2009 Lunacy

In Lunacy, teams attempted to score oddly shaped balls, collectively called orbit balls, into trailers attached to opposing robots. Two (2) points were given for every moon rock, the most common type of orbit ball, scored. Also, teams could ferry special empty cells, another type of orbit ball, to human players at ends of the field, who could then, during the last fifteen seconds, throw a 15-point super cell into the field. In Lunacy, the field was a sheet of low-friction plastic; teams were also required to use specified self-lubricating wheels on their robots. This presented a low-traction surface that added difficulty to the game.

Our History
Main Sponsors: Robert Bosch LLC
Robot: Spark Plug
Awards: Rockwell Innovation in Control Award, Judges’ Award
Events Attended:Kettering University FIRST Robotics District Competition, West Michigan FIRST Robotics District Competition, Michigan FIRST Robotics Competition State Championship, FIRST Championship
Schools: Salem H.S., Canton, H.S., Plymouth H.S., Belleville H.S.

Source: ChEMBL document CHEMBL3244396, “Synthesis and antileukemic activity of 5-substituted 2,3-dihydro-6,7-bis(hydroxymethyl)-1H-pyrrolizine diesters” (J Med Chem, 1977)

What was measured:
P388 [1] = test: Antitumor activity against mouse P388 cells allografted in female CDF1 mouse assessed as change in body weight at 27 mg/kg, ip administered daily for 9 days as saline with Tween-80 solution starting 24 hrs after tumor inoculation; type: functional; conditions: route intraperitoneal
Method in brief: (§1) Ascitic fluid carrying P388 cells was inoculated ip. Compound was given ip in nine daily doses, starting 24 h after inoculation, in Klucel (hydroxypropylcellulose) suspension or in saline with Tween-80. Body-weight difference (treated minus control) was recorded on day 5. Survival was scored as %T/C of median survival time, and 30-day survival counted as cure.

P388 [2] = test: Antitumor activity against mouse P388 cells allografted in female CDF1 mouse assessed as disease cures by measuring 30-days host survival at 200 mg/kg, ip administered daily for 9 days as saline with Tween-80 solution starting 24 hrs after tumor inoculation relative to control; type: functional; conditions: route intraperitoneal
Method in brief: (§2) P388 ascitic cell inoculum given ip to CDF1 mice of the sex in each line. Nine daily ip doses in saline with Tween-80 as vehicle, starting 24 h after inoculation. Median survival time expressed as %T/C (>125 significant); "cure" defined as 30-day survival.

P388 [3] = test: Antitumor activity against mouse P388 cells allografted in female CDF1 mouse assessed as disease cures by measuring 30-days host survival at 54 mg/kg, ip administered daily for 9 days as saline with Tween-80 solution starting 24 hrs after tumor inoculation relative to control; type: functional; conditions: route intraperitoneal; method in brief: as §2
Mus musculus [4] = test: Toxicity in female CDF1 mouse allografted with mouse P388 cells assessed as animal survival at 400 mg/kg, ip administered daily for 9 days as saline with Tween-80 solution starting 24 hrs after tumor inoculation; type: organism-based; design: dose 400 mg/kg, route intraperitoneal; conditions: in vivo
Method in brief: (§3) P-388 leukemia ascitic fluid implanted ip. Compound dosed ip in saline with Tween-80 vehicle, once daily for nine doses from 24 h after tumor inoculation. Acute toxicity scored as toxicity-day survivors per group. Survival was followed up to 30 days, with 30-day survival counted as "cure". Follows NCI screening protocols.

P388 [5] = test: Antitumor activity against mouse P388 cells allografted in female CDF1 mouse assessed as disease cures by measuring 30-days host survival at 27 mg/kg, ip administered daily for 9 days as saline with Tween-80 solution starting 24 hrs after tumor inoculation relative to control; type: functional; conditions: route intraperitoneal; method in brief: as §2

History:Our preseason began with our first attendance to Kettering Kick-off ((http://www.ketteringfirst.com/)), an off season competition that allowed new members to experience the excitement of being part of a FIRST robotics team. In an effort to educate students, we provided mentor and student led training classes on topics such as drive train, manipulator, machine shop safety, and robot design. During the preseason, FIRST introduced “FIRST in Michigan,” a program that aimed at giving teams and students more opportunities to use their student-built robots to see how well they met the challenge at a decreased cost. This also helped to increase the number of FIRST robotic teams in the state of Michigan. This was done in an effort to promote one of Dean’s visions of a robotics team in every high school in the country. Through this Michigan pilot program FIRST transitioned from larger regionals to offering more district events at a lower cost. During this season, the team challenged themselves to build a complex robot that involved multiple systems cooperating together. This provided a great learning experience for designing independent system modules and integrating them together. The team’s incoming freshmen students saw the team grow in size to over 50 students. Many of these incoming rookies have shown tremendous promise and potential in spreading the inspiration of FIRST.